PerspectiveMARINE BIOLOGY

The biology of big

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Science  13 Dec 2019:
Vol. 366, Issue 6471, pp. 1316-1317
DOI: 10.1126/science.aba1128

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Summary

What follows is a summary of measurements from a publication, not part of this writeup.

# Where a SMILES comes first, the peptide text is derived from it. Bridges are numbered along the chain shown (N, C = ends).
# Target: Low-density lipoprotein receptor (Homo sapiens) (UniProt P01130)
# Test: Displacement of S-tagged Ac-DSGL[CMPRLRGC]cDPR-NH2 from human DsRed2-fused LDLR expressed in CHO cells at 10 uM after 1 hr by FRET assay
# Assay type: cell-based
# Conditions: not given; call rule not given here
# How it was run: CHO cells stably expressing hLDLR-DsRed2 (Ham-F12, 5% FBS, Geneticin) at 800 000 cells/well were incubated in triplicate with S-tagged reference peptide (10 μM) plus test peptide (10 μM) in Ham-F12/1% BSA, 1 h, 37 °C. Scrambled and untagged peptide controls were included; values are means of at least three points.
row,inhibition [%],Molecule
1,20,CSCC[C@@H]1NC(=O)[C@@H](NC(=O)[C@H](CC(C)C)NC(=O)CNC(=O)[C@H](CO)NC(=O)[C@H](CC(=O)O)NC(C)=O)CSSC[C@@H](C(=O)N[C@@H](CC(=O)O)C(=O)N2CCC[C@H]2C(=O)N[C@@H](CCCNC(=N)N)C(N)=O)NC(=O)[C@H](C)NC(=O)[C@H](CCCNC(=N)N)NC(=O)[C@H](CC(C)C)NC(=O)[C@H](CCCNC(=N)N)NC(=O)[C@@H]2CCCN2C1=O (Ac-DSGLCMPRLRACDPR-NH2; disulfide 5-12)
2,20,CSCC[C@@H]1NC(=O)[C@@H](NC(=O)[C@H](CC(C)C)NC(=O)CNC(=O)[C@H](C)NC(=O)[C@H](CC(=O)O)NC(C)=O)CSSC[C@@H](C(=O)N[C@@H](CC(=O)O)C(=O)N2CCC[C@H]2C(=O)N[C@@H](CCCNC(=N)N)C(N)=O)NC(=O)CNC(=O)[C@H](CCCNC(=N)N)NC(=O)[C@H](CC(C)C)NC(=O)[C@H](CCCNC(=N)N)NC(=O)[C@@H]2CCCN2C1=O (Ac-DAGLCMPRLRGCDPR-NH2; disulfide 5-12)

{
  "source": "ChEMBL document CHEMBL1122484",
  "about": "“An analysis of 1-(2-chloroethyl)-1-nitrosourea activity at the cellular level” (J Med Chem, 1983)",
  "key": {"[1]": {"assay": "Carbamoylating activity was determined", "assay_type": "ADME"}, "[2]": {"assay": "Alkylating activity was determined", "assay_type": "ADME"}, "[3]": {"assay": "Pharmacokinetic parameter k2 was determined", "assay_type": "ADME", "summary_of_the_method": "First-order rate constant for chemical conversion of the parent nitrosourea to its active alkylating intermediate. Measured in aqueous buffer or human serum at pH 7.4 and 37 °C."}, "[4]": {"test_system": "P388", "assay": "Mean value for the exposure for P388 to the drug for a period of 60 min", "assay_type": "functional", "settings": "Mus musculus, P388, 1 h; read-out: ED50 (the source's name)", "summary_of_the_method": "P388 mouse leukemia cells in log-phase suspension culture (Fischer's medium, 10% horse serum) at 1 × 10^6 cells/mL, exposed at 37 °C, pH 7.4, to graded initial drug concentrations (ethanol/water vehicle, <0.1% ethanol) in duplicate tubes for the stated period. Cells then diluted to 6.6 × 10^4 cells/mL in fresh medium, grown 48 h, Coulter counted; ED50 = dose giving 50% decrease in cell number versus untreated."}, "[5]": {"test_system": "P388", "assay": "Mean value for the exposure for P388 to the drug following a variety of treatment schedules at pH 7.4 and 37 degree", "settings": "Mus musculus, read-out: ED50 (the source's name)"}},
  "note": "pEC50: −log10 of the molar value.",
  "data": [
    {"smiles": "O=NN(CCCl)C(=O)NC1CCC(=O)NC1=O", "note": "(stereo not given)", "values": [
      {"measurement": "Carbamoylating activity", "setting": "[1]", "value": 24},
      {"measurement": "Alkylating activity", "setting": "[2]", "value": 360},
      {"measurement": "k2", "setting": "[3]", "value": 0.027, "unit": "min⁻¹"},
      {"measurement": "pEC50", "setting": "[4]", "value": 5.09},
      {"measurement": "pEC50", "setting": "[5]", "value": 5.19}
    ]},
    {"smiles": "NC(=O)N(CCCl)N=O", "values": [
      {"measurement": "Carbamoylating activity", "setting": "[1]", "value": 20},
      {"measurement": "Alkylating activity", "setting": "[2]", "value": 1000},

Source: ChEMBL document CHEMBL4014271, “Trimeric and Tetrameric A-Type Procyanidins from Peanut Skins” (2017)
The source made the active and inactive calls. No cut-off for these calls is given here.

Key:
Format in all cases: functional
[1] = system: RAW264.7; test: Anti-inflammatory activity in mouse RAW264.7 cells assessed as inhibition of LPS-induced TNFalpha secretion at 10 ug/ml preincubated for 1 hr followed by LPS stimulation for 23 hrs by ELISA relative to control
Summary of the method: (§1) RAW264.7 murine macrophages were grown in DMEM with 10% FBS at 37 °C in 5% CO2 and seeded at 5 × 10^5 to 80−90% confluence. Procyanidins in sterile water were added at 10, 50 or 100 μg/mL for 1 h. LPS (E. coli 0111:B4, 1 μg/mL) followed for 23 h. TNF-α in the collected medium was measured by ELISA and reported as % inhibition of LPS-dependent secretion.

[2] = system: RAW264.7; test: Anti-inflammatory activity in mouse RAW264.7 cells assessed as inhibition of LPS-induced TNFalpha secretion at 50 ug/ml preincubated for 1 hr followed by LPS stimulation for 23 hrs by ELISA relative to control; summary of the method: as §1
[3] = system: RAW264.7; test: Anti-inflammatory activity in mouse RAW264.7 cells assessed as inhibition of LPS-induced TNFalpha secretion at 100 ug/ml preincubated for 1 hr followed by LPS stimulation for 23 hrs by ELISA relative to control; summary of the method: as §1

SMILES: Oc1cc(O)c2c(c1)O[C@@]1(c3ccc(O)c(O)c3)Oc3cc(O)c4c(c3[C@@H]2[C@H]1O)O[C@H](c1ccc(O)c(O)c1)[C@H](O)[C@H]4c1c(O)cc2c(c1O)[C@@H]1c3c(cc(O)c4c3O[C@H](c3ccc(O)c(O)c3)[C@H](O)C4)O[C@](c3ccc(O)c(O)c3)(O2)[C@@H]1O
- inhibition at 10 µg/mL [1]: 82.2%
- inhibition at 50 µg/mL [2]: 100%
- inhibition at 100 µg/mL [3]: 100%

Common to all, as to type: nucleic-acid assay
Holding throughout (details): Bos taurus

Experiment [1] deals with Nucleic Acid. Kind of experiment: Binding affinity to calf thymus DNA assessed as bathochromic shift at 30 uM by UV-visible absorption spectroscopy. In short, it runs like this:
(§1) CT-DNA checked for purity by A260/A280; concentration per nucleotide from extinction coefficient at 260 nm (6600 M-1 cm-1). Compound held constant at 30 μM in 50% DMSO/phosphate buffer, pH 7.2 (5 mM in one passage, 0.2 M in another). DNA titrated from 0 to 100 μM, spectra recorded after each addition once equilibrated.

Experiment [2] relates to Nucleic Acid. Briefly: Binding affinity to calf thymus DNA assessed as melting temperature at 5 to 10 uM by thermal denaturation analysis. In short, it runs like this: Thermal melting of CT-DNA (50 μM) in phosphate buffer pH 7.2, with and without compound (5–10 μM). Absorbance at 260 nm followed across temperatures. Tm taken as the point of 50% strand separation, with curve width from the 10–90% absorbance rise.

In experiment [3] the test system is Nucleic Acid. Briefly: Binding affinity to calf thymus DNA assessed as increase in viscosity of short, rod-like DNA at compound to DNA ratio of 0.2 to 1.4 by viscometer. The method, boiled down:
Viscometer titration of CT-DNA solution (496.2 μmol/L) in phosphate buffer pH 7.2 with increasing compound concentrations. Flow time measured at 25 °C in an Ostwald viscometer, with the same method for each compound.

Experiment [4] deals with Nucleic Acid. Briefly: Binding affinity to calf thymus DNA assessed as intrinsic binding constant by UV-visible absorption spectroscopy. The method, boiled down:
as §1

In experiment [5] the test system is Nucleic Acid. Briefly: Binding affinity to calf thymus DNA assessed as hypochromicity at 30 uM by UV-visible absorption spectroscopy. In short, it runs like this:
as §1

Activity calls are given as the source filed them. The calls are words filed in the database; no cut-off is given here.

With so many recent scientific advances focused on the mini, micro, nano, and molecular scales, there is a tendency to overlook the titanic biology of giants that share the Earth. The sheer magnitude of a scientific undertaking to study an oceanic, 25-m-long, 95,000-kg wild blue whale (Balaenoptera musculus)—the largest vertebrate in the animal kingdom—has long left researchers with little more than brief glimpses of their presence when the leviathan surfaces to breathe. On page 1367 of this issue, Goldbogen et al. (1) describe how they took advantage of developments in microprocessor technology to design submersible wildlife tags. The authors used the new tools to measure the feeding performance and prey choices of the largest mammals in the seas. These data revealed the ecological and evolutionary factors that drive the biology of being, not just big, but the biggest ever—perhaps the biggest possible.

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